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August 1, 2022

Global Regulatory Update for August 2022

The ACTA Group


Recording Available For “TSCA New Approach Methodologies” Webinar: The Acta Group (Acta®) affiliate Bergeson & Campbell, P.C.’s (B&C®) August 3, 2022, webinar “TSCA New Approach Methodologies” is now available for on-demand viewing at During this one-hour webinar, panelists shared a comprehensive review of the U.S. Environmental Protection Agency’s (EPA) use of New Approach Methodologies (NAM) in evaluating chemicals under the Toxic Substances Control Act (TSCA). Kristie Sullivan, MPH, Vice President of Research Policy with the Physicians Committee for Responsible Medicine (PCRM), Richard E. Engler, Ph.D., Director of Chemistry, Acta, and James W. Cox, M.S., Senior Scientist, Acta, discussed examples of EPA’s use and development of non-vertebrate testing strategies, successful collaborations between EPA and external partners to advance understanding and use of NAMs, and the need for EPA and stakeholders to approach implementation of NAMs with an “innovation mindset” that fulfills the requirements under TSCA. Lynn L. Bergeson, President, Acta, moderated.


The National Tribal Toxics Council — A Conversation With Dianne Barton, Ph.D.: On this episode of All Things Chemical®Lynn L. Bergeson and Dianne Barton, Ph.D., Water Quality Coordinator at the Columbia River Inter-Tribal Fish Commission in Portland, Oregon, and Chair of the National Tribal Toxics Council (NTTC), discuss toxics issues and how the NTTC is engaged with EPA on a wide variety of Frank R. Lautenberg Chemical Safety for the 21st Century Act (Lautenberg Act) implementation issues, particularly those affecting tribal communities. Listen now.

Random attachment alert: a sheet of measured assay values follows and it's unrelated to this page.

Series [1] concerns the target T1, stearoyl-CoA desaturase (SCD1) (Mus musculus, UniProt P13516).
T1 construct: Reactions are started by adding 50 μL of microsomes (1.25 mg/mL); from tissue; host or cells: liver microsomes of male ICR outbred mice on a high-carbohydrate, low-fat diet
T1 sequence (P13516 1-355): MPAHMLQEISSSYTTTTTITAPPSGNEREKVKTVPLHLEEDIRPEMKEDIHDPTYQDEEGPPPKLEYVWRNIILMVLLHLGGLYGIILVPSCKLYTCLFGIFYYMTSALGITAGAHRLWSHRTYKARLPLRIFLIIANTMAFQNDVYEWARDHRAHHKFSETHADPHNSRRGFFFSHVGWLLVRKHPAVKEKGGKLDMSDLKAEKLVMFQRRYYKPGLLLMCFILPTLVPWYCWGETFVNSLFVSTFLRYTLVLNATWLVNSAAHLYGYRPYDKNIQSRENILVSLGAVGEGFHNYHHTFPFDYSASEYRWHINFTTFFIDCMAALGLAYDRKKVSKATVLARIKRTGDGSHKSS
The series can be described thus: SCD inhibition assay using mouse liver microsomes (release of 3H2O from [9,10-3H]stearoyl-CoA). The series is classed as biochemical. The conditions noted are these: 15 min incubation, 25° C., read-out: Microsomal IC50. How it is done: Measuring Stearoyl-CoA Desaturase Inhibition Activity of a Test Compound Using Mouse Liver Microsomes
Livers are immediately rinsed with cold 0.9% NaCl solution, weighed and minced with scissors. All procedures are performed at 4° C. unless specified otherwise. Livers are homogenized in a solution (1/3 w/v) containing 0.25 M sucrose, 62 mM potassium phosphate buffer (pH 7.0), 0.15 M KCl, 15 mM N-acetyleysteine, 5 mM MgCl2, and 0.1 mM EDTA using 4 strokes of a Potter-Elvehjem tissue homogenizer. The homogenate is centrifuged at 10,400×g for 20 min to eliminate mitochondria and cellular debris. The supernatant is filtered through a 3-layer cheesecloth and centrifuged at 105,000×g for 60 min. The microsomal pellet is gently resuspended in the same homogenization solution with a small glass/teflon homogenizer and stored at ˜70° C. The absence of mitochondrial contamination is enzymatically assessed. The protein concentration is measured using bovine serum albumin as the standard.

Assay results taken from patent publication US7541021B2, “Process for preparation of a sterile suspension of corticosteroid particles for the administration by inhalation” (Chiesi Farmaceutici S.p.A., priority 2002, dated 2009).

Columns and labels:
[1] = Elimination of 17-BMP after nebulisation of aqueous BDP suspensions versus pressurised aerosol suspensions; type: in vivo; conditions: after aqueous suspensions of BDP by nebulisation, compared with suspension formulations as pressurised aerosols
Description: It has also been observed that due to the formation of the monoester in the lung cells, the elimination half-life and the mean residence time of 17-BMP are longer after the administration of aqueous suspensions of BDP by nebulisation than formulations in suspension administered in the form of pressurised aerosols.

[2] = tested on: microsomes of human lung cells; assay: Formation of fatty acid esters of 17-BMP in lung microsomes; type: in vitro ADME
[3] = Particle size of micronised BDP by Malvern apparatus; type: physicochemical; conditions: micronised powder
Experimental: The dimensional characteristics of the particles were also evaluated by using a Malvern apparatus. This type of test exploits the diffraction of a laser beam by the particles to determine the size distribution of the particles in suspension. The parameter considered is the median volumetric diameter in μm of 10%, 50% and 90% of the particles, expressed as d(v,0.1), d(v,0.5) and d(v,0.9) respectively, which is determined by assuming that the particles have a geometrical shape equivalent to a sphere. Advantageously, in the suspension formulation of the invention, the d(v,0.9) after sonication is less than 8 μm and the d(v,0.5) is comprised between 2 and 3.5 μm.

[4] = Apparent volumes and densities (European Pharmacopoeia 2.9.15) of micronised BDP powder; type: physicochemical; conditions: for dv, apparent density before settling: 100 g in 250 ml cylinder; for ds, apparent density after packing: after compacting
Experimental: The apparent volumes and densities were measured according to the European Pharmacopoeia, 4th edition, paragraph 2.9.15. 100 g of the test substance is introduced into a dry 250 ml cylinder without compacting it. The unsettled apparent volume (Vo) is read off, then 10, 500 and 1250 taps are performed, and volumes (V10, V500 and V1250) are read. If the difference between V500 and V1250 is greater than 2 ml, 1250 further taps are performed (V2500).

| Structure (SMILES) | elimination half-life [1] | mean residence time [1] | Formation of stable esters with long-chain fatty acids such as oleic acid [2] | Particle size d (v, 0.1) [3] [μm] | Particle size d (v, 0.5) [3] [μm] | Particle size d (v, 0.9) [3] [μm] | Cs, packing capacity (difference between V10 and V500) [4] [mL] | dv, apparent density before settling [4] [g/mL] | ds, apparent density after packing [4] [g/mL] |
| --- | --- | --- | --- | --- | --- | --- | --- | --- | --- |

Tips For Working With Foreign Regulators In China — A Conversation With David Cragin, Ph.D.: Lynn L. Bergeson was joined by David Cragin, Ph.D., DABT®, Quality Assurance and External Affairs Director with a large multinational pharmaceutical company, for this episode of All Things Chemical. Dr. Cragin shares his experience living and working in China and provides advice for working with foreign regulators with the additional challenge of language barriers, cultural differences, and differing regulatory standards. Listen now.


How Does A Recent Supreme Court Ruling Apply To EPA’s Implementation Of TSCA?: Since the U.S. Supreme Court issued its blockbuster ruling in West Virginia v. EPA, 597 US _ 2022 WL 2347278 (June 30, 2022), many are asking whether the Court’s amplification of the “major questions doctrine” (MQD) might be used to seek to limit EPA authority in implementing Congress’s 2016 amendments to TSCA, the Lautenberg Act.

The answer is yes. West Virginia will henceforth be cited with predictable regularity in claiming that EPA, or any federal agency for that matter, has taken final agency action in what detractors will claim is an “extraordinary case” with outsized “economic and political significance” that, as Chief Justice John Roberts somewhat glibly noted, “raise[s] an eyebrow.” The full text of this article, written by Lynn L. Bergeson, President, Acta, for Chemical Watch, is available here.

Lynn L. Bergeson Authors “EPA Seeks Input From Small Businesses,” Chemical Processing: EPA invited on July 6, 2022, small businesses to participate as Small Entity Representatives (SER) for a Small Business Advocacy Review (SBAR) panel. EPA seeks self-nominations directly from entities that may be subject to the rule requirements; self-nominations were due July 20, 2022. The panel focuses on the Agency’s proposed rule to collect data to inform each step of the TSCA risk evaluation and risk management process. Participating in the SBAR, or at least tracking its activities and engaging as much as possible, is encouraged. The reasons for engagement are discussed in this article.


Submission Opens For Annual Declarations Of Chemical Introductions During The 2021-22 Registration Year: Companies registered with the Australian Industrial Chemicals Introduction Scheme (AICIS) that introduced industrial chemicals or products containing industrial chemicals during the 2021-22 registration year must submit an annual declaration by November 30, 2022. This applies to all chemical introductions, regardless of the category, the amount, or the number of chemicals. According to AICIS, companies need only one form to select the introduction categories that apply to the chemicals imported or manufactured during the 2021-22 registration year.